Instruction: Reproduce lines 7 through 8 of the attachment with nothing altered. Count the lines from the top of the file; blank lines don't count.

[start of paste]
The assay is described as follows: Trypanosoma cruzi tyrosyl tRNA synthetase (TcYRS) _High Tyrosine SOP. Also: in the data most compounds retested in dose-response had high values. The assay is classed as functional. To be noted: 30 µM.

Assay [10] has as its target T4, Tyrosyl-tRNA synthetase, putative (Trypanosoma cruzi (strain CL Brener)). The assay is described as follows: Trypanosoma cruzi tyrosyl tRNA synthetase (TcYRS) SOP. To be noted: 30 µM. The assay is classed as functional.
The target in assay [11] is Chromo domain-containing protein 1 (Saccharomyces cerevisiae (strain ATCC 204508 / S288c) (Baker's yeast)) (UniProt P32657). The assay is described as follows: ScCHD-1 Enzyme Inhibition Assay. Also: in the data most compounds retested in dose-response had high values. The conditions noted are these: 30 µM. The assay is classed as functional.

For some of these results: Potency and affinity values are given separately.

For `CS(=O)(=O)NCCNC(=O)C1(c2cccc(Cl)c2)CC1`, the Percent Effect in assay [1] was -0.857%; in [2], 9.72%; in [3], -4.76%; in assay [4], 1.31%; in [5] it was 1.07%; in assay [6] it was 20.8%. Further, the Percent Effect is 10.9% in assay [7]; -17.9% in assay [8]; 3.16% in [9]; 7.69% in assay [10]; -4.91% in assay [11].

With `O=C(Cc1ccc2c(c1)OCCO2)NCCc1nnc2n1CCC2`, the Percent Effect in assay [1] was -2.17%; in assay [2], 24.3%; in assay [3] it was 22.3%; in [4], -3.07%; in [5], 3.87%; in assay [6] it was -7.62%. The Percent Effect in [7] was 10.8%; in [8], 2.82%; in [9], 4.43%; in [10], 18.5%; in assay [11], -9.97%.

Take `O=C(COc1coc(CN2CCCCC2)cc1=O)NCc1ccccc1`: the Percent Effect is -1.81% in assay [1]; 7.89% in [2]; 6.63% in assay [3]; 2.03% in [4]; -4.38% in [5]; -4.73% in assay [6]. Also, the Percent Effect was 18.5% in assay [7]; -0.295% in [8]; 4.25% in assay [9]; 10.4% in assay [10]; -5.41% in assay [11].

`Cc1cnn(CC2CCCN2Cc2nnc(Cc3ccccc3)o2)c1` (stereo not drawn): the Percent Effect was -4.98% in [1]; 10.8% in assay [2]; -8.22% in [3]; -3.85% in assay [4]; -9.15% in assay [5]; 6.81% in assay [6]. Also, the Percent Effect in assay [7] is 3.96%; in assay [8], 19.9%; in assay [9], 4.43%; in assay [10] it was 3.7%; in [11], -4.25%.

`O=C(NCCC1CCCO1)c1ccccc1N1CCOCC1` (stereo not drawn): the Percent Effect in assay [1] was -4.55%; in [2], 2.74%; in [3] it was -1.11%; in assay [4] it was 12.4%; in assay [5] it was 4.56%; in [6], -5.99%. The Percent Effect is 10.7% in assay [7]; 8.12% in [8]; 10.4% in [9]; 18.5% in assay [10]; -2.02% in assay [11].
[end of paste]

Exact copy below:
Take `O=C(COc1coc(CN2CCCCC2)cc1=O)NCc1ccccc1`: the Percent Effect is -1.81% in assay [1]; 7.89% in [2]; 6.63% in assay [3]; 2.03% in [4]; -4.38% in [5]; -4.73% in assay [6]. Also, the Percent Effect was 18.5% in assay [7]; -0.295% in [8]; 4.25% in assay [9]; 10.4% in assay [10]; -5.41% in assay [11].

`Cc1cnn(CC2CCCN2Cc2nnc(Cc3ccccc3)o2)c1` (stereo not drawn): the Percent Effect was -4.98% in [1]; 10.8% in assay [2]; -8.22% in [3]; -3.85% in assay [4]; -9.15% in assay [5]; 6.81% in assay [6]. Also, the Percent Effect in assay [7] is 3.96%; in assay [8], 19.9%; in assay [9], 4.43%; in assay [10] it was 3.7%; in [11], -4.25%.